Netanyahu and Livni

Favoring a national unity government

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Just under a year ago after the elections and again last month, I called for a government of national unity. I was apprehensive that our situation was becoming ominously reminiscent to the period preceding the Six Day War. Polls after the elections indicated that the vast majority of Israelis favored such a move. However, motivated by egomania and overriding personal political ambition, Kadima leader Tzipi Livni bitterly opposed the proposal and, in what proved to be her greatest political failure, prevented her party from joining the government.

Binyamin Netanyahu was thus obliged to form a narrow government and come to terms with the excessive demands of the small, one-dimensional parties. But contrary to Livni’s predictions, far from collapsing after only a few months, Netanyahu succeeded in achieving a rare sense of unity among Israelis.

This week, the prime minister renewed his call for a unity government. In accusing him of cynicism and flatly rejecting the offer on the grounds that the country is not now facing any war, Livni has demonstrated that she is clearly out of touch with reality and lacks the qualities required of a national leader.

THE REALITY is that today we face a perilous era:

  • We are confronted with an American administration which is less supportive of Israel than any of its predecessors and will probably soon impose additional unacceptable demands.
  • We face a moment of decision in relation to the Iranian nuclear threat.
  • We are suffering from greater hostility on the global level than at any time since the state was created. The Europeans (encouraged by the policy shift of the Obama administration) are poised to exert their influence in favor of an imposed settlement which could pose a long-term existential threat to us.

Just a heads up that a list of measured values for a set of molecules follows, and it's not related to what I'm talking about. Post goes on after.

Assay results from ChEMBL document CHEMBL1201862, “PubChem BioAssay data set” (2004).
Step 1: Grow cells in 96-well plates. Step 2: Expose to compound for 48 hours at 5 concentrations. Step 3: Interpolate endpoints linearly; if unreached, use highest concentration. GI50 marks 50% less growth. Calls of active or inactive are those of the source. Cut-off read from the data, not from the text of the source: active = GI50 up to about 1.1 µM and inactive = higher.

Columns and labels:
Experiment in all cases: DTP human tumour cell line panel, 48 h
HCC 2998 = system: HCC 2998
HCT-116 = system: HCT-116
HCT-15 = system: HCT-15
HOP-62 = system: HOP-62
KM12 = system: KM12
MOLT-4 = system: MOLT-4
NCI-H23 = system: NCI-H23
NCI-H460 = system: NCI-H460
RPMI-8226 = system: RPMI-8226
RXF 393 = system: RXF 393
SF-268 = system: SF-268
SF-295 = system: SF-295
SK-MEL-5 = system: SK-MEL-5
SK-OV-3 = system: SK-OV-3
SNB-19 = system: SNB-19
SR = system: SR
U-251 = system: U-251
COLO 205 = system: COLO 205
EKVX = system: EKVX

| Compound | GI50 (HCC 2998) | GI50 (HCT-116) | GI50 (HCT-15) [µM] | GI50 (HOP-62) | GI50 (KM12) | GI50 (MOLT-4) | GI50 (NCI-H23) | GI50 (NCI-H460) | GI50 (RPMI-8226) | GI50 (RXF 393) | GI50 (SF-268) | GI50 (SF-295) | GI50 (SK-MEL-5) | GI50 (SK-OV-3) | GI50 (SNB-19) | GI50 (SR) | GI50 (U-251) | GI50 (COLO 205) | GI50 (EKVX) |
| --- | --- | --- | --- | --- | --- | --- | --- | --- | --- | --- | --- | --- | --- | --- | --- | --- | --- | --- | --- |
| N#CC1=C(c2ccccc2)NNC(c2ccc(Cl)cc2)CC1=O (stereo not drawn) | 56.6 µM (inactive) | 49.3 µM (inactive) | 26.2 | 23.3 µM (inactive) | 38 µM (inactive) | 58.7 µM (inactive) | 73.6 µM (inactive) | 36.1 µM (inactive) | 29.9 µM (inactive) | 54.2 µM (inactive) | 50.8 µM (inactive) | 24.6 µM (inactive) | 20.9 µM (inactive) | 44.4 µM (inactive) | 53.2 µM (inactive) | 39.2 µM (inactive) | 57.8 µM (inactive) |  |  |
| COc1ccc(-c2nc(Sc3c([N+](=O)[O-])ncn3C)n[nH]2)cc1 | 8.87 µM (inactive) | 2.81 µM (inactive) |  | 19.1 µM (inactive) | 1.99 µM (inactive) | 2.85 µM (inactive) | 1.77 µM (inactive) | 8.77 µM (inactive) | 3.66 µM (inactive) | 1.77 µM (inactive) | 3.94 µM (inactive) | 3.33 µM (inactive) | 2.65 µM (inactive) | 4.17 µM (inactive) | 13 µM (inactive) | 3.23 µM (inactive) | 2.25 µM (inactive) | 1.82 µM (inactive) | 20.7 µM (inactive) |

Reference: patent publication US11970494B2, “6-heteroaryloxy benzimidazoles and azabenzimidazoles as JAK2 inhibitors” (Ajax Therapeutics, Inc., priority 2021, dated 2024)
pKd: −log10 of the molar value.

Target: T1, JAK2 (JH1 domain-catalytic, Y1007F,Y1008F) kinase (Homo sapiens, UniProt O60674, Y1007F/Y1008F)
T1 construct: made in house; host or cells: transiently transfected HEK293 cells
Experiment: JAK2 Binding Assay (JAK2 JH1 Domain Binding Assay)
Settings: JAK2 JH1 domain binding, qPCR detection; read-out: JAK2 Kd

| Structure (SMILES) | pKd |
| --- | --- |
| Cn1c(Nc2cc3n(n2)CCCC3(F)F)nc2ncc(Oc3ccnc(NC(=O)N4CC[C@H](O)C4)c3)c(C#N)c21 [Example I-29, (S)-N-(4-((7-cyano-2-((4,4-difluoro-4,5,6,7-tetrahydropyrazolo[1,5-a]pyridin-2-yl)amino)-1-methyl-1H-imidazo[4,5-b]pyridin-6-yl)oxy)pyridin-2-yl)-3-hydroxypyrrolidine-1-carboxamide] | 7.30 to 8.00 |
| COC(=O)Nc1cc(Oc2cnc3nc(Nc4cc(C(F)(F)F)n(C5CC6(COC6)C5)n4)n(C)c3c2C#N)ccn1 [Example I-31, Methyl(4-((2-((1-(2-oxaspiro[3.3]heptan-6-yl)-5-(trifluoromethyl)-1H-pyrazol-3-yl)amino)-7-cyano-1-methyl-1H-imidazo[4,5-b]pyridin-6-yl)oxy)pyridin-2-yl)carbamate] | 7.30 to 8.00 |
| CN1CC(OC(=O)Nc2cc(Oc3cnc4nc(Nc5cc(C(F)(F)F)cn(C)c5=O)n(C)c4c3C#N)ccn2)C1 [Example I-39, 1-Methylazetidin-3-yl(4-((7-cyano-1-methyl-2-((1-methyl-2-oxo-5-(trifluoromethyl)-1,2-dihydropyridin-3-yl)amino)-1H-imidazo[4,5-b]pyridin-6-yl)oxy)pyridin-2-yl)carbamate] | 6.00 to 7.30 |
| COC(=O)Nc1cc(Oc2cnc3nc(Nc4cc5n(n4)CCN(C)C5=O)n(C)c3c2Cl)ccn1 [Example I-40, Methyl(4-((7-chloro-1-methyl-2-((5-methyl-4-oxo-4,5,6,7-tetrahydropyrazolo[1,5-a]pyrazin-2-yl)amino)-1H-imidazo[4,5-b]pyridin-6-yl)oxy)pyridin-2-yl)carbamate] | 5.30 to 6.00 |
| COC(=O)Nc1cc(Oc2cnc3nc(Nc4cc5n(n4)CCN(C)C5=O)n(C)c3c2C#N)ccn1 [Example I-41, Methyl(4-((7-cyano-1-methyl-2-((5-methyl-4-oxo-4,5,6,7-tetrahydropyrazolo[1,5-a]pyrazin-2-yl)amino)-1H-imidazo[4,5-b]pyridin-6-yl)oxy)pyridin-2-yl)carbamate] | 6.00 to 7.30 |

• Our enemies are intensifying their global campaign by exploiting the Goldstone report to brand us as war criminals and further our delegitimization.

In such a toxic environment, the need for national unity to fend off the coming onslaught is very real.

It is the policies of the US administration which will largely determine the reality of the threats that we will confront in the international arena. Given that the American people and Congress continue to support us, there is no doubt that the Obama administration would heed a united Israeli standpoint expressed within the framework of a national unity government.

Hence, despite Livni’s staged outrage at Netanyahu’s proposal, today most Israelis would wish to see Kadima act in the national interest and join a unity government. Besides, under Livni, Kadima has proved to be a weak, inept opposition. Shaul Mofaz, the second-most senior Kadima leader, makes no effort to disguise his contempt for Livni, proclaiming that her victory in the Kadima primaries was the result of “improper actions” which “bordered on the criminal” and that “Kadima is falling apart” because of her “lack of leadership, arrogance and inability to make decisions.” It is not surprising therefore, that many within her own party predict that her days are numbered.

KADIMA WAS created by Ariel Sharon solely to enable him to implement an agenda opposed by his party, Likud. Most of Kadima’s founding members were thus either defectors from Likud, or joining to further their own political or personal interests. From the outset, Kadima comprised a mishmash of malleable individuals who could broadly be defined, at best, as pragmatic, or in many cases as outright opportunists. Today, since Netanyahu’s Bar-Ilan speech, they are unable to even theoretically posit a policy which differs from that of Likud. That largely contributed to their failure as an opposition party.